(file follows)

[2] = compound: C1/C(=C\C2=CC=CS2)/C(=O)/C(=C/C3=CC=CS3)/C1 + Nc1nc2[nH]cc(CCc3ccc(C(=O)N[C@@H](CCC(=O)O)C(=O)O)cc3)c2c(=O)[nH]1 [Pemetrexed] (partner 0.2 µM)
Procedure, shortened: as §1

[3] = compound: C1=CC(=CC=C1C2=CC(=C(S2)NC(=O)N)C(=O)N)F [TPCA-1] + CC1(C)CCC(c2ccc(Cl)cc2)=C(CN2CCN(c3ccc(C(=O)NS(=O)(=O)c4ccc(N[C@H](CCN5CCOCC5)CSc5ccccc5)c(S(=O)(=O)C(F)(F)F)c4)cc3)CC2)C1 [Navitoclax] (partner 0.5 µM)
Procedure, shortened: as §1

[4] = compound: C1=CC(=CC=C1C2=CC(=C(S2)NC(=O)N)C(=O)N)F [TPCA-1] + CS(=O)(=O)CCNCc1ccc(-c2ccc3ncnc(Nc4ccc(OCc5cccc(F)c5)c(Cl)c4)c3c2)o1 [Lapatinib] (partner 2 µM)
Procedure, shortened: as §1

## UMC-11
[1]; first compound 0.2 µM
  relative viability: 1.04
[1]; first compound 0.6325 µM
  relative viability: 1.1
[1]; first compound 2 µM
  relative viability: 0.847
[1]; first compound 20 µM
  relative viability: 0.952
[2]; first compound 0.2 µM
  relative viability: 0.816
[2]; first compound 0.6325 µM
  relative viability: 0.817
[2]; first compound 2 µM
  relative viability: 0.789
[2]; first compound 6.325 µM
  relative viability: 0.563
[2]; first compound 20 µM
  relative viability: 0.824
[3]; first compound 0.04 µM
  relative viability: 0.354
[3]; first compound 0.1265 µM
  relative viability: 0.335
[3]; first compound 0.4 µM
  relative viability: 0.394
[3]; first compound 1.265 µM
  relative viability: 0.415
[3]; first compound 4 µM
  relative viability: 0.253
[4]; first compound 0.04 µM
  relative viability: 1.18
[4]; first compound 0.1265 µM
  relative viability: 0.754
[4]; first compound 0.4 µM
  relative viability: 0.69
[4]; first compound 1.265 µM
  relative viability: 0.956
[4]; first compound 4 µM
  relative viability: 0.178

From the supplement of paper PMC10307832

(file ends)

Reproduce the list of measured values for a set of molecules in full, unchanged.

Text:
[2] = compound: C1/C(=C\C2=CC=CS2)/C(=O)/C(=C/C3=CC=CS3)/C1 + Nc1nc2[nH]cc(CCc3ccc(C(=O)N[C@@H](CCC(=O)O)C(=O)O)cc3)c2c(=O)[nH]1 [Pemetrexed] (partner 0.2 µM)
Procedure, shortened: as §1

[3] = compound: C1=CC(=CC=C1C2=CC(=C(S2)NC(=O)N)C(=O)N)F [TPCA-1] + CC1(C)CCC(c2ccc(Cl)cc2)=C(CN2CCN(c3ccc(C(=O)NS(=O)(=O)c4ccc(N[C@H](CCN5CCOCC5)CSc5ccccc5)c(S(=O)(=O)C(F)(F)F)c4)cc3)CC2)C1 [Navitoclax] (partner 0.5 µM)
Procedure, shortened: as §1

[4] = compound: C1=CC(=CC=C1C2=CC(=C(S2)NC(=O)N)C(=O)N)F [TPCA-1] + CS(=O)(=O)CCNCc1ccc(-c2ccc3ncnc(Nc4ccc(OCc5cccc(F)c5)c(Cl)c4)c3c2)o1 [Lapatinib] (partner 2 µM)
Procedure, shortened: as §1

## UMC-11
[1]; first compound 0.2 µM
  relative viability: 1.04
[1]; first compound 0.6325 µM
  relative viability: 1.1
[1]; first compound 2 µM
  relative viability: 0.847
[1]; first compound 20 µM
  relative viability: 0.952
[2]; first compound 0.2 µM
  relative viability: 0.816
[2]; first compound 0.6325 µM
  relative viability: 0.817
[2]; first compound 2 µM
  relative viability: 0.789
[2]; first compound 6.325 µM
  relative viability: 0.563
[2]; first compound 20 µM
  relative viability: 0.824
[3]; first compound 0.04 µM
  relative viability: 0.354
[3]; first compound 0.1265 µM
  relative viability: 0.335
[3]; first compound 0.4 µM
  relative viability: 0.394
[3]; first compound 1.265 µM
  relative viability: 0.415
[3]; first compound 4 µM
  relative viability: 0.253
[4]; first compound 0.04 µM
  relative viability: 1.18
[4]; first compound 0.1265 µM
  relative viability: 0.754
[4]; first compound 0.4 µM
  relative viability: 0.69
[4]; first compound 1.265 µM
  relative viability: 0.956
[4]; first compound 4 µM
  relative viability: 0.178

From the supplement of paper PMC10307832